The next time someone complains about how boring the regular season can be, remind them of the NBA lockout. Also: why the players are fighting so hard against limits on the use of the mid-level exception.
By Tom Ziller
The NBPA's Executive Committee met with player representatives today to discuss the league's latest CBA offer, which commissioner David Stern has publicly stated will be the best deal offered and that their next proposal would be even more favorable for owners. Stern issued an ultimatum that if the players didn't agree to this proposal by 5PM EST tomorrow, the next round of negotiations would begin with owners offering a lesser deal.
Players rejected the proposal and don't appear intimidated by Stern's threat. However, union president Derek Fisher did indicate that the 50/50 basketball-related income (BRI) split would be acceptable to players, if they could get some more favorable terms on other system issues (mid-level exception and luxury tax among them).
"We’re open-minded about potential compromises on our number," Fisher said, referring to the revenue share for the players. "But there are things in the system that are not up for discussion, that we have to have, in order to be able to get this season going again."
It might seem alarming that players announced rejection of this deal in the face of Stern's deadline and chatter of union decertification among some players, but nothing else could really have been expected. Of course they weren't going to announce that they would accept the owners' proposal outright. That would be unconditional surrender, and there's still another day for the union to try to wring something else from the owners. And that's if we're taking Stern's threat seriously; more time if not. There's nothing special about Wednesday, November 9 except that Stern chose this arbitrary date to set his deadline.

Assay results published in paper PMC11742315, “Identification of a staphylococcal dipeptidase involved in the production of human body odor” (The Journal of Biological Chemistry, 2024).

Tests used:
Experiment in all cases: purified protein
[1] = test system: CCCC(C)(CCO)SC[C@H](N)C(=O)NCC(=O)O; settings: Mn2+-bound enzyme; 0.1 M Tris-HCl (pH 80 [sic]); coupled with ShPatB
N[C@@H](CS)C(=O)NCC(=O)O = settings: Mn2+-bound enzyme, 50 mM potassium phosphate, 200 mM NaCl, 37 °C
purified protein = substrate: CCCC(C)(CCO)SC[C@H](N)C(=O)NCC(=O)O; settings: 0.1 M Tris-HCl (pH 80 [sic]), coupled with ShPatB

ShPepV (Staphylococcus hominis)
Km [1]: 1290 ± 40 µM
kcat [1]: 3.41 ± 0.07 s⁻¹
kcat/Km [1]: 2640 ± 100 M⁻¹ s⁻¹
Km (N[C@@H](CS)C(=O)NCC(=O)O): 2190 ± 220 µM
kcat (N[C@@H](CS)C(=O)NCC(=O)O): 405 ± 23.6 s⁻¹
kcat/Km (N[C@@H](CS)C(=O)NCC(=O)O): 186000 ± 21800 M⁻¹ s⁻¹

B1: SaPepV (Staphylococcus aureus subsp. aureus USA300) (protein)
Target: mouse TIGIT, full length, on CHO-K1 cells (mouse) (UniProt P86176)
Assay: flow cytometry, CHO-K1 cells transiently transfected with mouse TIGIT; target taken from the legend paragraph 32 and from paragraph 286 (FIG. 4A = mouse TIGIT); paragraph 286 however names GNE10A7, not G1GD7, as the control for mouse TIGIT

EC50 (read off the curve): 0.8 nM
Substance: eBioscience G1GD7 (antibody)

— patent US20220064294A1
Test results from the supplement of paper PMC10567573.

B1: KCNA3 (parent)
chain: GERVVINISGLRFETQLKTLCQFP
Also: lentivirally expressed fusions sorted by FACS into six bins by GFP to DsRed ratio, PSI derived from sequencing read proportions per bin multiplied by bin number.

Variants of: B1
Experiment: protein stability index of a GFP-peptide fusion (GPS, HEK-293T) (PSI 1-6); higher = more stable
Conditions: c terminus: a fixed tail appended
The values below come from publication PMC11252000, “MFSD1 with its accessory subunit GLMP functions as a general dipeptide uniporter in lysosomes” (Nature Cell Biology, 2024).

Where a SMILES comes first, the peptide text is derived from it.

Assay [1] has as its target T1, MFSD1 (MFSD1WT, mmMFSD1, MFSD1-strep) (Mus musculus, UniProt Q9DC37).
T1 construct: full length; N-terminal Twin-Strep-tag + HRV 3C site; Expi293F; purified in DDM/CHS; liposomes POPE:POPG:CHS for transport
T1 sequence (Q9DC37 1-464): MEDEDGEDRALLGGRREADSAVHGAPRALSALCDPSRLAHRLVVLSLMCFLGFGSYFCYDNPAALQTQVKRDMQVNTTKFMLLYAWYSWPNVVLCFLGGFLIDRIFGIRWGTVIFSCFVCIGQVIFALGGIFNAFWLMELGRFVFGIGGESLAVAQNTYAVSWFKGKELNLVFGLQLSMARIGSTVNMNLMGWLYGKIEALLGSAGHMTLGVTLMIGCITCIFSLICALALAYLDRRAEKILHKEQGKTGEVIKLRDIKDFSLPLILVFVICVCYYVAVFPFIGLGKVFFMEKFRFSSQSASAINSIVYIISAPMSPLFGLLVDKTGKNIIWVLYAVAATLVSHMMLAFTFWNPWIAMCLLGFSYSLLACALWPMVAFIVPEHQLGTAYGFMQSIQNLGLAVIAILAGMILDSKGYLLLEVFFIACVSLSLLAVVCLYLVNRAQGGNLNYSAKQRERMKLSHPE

UPDATE 11/9/11 10:40AM PST : According to several reports, owners and players are meeting in NYC hotel today for negotiations.
UPDATE II 11/9/11 2:02PM PST: Stern's 5PM EST "deadline" passes, sides still meeting. Real deadline is at the end of today's session.
That the union seems willing to accept the 50/50 split is reason for optimism, depending upon how much separation still truly exists on those system issues. There was also reportedly little to no discussion of decertifying the union, a move that would throw the process into chaos and legal purgatory, in today's meeting.
No meeting between owners and the union is scheduled yet for tomorrow, but it's hard to imagine there won't be one. And it's possible the owners throw the players some small bone on the system issues and, by this time tomorrow, we're all celebrating that NBA basketball will be back by mid-December.
However, I don't think that will happen. Even the current "best offer" from the owners, the one that the players rejected today is not enough of a victory for some hard-line owners, tweeted ESPN's Chris Broussard. According to Broussard:
The owners on the call included Michael Jordan, Paul Allen and Herb Kohl. They are hoping the players reject the offer, sources said...The owners fear the player reps meeting in NYC Tuesday will push for approval of the deal. David Stern was not on the conference call. The hard-line owners prefer the alternative deal that will go into effect Wed if players reject 50/50 - 47 pct, flex cap, contract rollbacks
More posturing from the owners? Perhaps. But it seems like there is at least a decent-sized chunk of owners who really won't mind losing a lot of, or maybe all of this season. Even this "almost" deal we have here is unacceptable to the hard-liners on each side. Maybe I've just been burned with dashed hopes too many times before, but I don't see this settlement happening tomorrow. (Oh, by the way, am I the only one who was relieved not to see Robert Sarver mentioned in that Broussard tweet?)